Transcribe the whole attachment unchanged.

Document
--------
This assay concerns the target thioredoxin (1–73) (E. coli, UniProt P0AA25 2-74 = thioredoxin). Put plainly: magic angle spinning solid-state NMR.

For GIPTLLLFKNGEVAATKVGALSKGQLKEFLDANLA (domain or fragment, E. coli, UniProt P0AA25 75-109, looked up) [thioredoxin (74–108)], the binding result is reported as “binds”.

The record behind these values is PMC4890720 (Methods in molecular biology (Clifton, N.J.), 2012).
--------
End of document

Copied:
This assay concerns the target thioredoxin (1–73) (E. coli, UniProt P0AA25 2-74 = thioredoxin). Put plainly: magic angle spinning solid-state NMR.

For GIPTLLLFKNGEVAATKVGALSKGQLKEFLDANLA (domain or fragment, E. coli, UniProt P0AA25 75-109, looked up) [thioredoxin (74–108)], the binding result is reported as “binds”.

The record behind these values is PMC4890720 (Methods in molecular biology (Clifton, N.J.), 2012).